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Sep 12

Downsizing: Where economy and ecology meet the good life

Environmental crisis is one of the major problems which the whole world is facing today. Progress of mankind depends upon scarce or limited natural resources. It’s important for human civilization to grow economically, but not at the cost of natural resources. It is a debatable topic.

There are numerous examples around the world which show the dilemma between economic growth and a need to conserve our ecosystem. One particular example is the drilling project proposed by a German company RWG in the North Sea. The Wattenmeer is an area of great biological diversity, a regional stop over for millions of migratory birds and a potential spot for being a UNESCO world heritage site. Environmentalists have conducted huge protests over this project which could destroy a biological treasure. There have been similar protests against the Nord Stream pipeline project being proposed to be constructed between Russia and Western Europe, which could affect the ecology of the Baltic Sea. The governments and economists have argued that the oil is a vital part of the economy in the world today, and it cannot be compromised. So where do we draw the line between economy and ecology, which unfortunately tend to be on opposite sides.

There’s an overwhelming belief that the two cannot be tackled together and that there’s a need to give a sort of priority to ecological matters. However, experts feel that such thinking is a big mistake. The economy and environment are related to each other. In fact economy can be assumed to be a subsidiary of environment as environment has all the resources upon which the economy depends. Thus the two are inseparable.

Economic development without conserving the ecology can have serious implications. There’s a possibility of conflict for natural resources. Water conflict is one such example where the construction of dams has created serious argument between the upstream and downstream countries. Clean and safe drinking water is a big concern in the developing countries. Rapid industrialization and urbanization with inadequate drainage and sewerage can affect the availability of drinking water in rivers and groundwater. The people affected are often the poor and the marginalized sections of the society. Thus, treating earth as a huge storehouse with unlimited potential for human consumption can have serious consequences for us.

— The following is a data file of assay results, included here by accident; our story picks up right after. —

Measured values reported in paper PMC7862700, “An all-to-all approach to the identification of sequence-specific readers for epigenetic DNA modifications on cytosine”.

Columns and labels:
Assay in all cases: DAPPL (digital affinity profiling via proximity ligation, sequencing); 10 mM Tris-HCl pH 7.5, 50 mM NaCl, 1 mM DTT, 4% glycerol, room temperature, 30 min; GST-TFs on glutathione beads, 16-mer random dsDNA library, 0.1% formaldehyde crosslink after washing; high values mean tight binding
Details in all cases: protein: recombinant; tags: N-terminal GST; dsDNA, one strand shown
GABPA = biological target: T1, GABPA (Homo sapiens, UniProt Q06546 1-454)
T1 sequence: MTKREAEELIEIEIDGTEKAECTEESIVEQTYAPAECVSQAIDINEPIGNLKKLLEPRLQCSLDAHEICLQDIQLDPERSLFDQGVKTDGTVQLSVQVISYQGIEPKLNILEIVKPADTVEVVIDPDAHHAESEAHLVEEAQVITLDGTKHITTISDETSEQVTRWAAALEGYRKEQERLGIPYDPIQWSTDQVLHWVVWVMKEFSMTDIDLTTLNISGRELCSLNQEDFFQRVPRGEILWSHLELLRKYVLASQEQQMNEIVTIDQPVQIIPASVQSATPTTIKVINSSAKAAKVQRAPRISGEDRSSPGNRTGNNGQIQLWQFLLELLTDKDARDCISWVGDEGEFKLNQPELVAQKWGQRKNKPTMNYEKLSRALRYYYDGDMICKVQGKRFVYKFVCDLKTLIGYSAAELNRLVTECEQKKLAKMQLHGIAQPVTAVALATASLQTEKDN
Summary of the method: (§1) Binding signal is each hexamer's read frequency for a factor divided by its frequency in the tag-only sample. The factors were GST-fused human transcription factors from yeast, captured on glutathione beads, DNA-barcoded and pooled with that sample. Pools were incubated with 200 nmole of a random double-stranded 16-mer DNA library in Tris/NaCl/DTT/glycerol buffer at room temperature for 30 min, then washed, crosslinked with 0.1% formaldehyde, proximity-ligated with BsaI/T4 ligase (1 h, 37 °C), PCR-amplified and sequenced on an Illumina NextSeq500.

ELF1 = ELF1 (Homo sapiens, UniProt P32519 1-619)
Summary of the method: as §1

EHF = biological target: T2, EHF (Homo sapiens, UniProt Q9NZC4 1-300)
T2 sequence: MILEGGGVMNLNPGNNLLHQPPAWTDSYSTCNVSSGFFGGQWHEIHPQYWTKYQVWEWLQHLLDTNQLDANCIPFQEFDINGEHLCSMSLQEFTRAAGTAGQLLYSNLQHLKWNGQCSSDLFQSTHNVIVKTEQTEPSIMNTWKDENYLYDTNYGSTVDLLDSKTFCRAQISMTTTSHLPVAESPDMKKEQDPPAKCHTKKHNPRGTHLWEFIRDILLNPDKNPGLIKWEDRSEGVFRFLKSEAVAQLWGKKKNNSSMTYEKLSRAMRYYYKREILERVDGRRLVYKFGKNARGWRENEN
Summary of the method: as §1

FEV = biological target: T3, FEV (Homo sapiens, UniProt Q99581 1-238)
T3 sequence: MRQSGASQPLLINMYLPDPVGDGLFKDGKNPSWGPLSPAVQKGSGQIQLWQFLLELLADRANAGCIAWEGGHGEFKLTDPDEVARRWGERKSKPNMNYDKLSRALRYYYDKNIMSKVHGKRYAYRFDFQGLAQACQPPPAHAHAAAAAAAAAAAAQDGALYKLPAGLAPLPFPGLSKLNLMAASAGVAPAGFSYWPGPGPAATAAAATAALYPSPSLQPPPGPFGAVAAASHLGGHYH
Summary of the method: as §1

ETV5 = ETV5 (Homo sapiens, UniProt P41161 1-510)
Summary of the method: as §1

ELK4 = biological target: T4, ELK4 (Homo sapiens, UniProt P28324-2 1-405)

The governments and private companies require incentives to act on issues relating to environmental concerns. The more immediate issues regarding profit for private companies and economic and political issues for the government tend to dominate the agenda. Thus an effective action in the direction of ecological conservation is less likely to be taken by them. There lies the role of small scale actions and generations of awareness in the community.

The concept of carbon credits has been introduced in order to tackle the problem of emission of greenhouse gases. In this system each nation is stipulated with a definite amount of gases which it can emit. If it exceeds the limit it has to pay charges for its excessive emissions. The money raised is then used to help the lower emission countries.

Thus we need a mandate to develop a Charter of Rights in relation to the environment in the United Nations. It is in our interest as human beings to preserve the environment not only for economic growth but also for the survival of our future generations.

Amanda Kidd is a blogger whose favorite portals to write on are lifestyle and finance. She recently read an article about the world’s most expensive cars.

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